ESA GNC Conference Papers Repository
Visual Navigation over Flat Terrain using Virtual Optical Flow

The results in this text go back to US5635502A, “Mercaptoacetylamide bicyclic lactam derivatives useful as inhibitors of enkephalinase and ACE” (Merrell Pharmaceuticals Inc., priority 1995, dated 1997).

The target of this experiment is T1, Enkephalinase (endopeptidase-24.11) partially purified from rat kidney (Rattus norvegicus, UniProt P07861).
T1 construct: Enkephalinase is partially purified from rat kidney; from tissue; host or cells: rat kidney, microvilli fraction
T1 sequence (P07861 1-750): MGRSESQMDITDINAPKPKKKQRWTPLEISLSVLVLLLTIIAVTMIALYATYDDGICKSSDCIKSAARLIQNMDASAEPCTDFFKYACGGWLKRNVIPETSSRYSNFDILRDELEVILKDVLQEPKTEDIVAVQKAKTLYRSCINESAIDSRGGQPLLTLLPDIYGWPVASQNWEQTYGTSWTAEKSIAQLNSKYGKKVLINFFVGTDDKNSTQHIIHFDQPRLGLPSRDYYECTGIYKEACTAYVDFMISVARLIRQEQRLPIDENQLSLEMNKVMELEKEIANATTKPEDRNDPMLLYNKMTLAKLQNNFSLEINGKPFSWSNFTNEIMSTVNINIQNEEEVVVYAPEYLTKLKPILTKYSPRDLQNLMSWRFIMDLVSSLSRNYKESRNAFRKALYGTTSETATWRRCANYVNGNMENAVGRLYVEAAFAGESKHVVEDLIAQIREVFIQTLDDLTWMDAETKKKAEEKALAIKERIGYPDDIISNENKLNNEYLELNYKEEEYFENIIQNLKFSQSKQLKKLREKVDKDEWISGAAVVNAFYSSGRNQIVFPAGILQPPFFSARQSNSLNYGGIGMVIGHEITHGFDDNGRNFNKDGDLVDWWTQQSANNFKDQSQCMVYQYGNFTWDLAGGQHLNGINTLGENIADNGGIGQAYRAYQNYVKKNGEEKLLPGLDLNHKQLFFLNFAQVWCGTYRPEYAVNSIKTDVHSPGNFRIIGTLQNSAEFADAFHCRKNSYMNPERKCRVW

Future planetary landing missions will require pin-point landing capability at pre-selected location to fulfil the scientific goals and to improve the safety. Currently the planetary lander navigation is generally performed by determination of the orbit parameters before initiation of the descent and pure inertial navigation (integration of the acceleration and angular velocity data from IMU) after the de-orbit burn. Even if the orbit parameters have been determined with relatively high accuracy, error accumulation during the inertial navigation phase makes pin-point landing not possible (practically, the dimensions of a landing errors ellipse can reach tens or even hundreds of kilometres). Without GPS system and radio beacons the most promising option for improving the landing accuracy is visual navigation with respect to the planetary surface by processing of images from an onboard navigation camera. A number of visual navigation solutions have been already proposed and investigated. Feature tracking approaches [1, 2] are based on detection and tracking of the unknown surface features in the field of view of the navigation camera. The DIMES system has been successfully used for estimation of the spacecrafts horizontal velocity with respect to the ground (using also the altimeter and IMU data) during the 2003 MER mission. Feature tracking approaches however can not provide the absolute position of the spacecraft, required for precise landing at pre-selected location. Landmarks matching approaches  are based on the detection (matching) of known landmarks in the navigation camera images. Absolute position and attitude (pose) of the spacecraft can be determined, if the landmarks positions within the image and their coordinates in the planet-fixed frame are known. Landmark matching approaches can provide absolute position data, required for pin-point landing. They require however constant visibility of at least 3 landmarks, suitable for reliable and accurate matching. The approaches, based on 3D terrain matching  also provide absolute pose data, however they are only applicable for terrain with significant (well pronounced) 3D relief. In this paper we present the concept of visual navigation over flat terrain, based on the analysis of the image motion pattern (optical flow) determined for pairs of real and virtual navigation camera images using an onboard optical correlator. The virtual camera image is generated from a reference image of the landing site using the initial (approximate) estimation of the spacecraft pose. The proposed approach can be used for the practical realization of a mono-camera visual navigation system for a planetary landing vehicle or a flying robot (UAV unmanned aerial vehicle) operating over a smooth terrain in the frame of planetary exploration. The inherent high redundancy of the virtual optical flow determination ensures high accuracy and stability of the camera pose determination also under bad observation conditions. No special texture features (landmarks) are required, the reference images can be provided by a previous mapping mission (satellite observation). The proposed approach offers high robustness to perspective distortions and it is therefore in particular suitable for operation with wide angle and off-nadir-looking navigation cameras. The paper introduces the underlying methodological principles and it discusses computational realization aspects. Typical navigation performance figures, based on simulation experiments with high-fidelity software models of the optical correlator hardware and image/navigation processing algorithms, are presented for a planetary landing scenario. 1The performance analysis comprises navigation error estimation for simulated Moon and Mars landing missions as well as the analysis of the effect of the surface relief roughness on the system performance.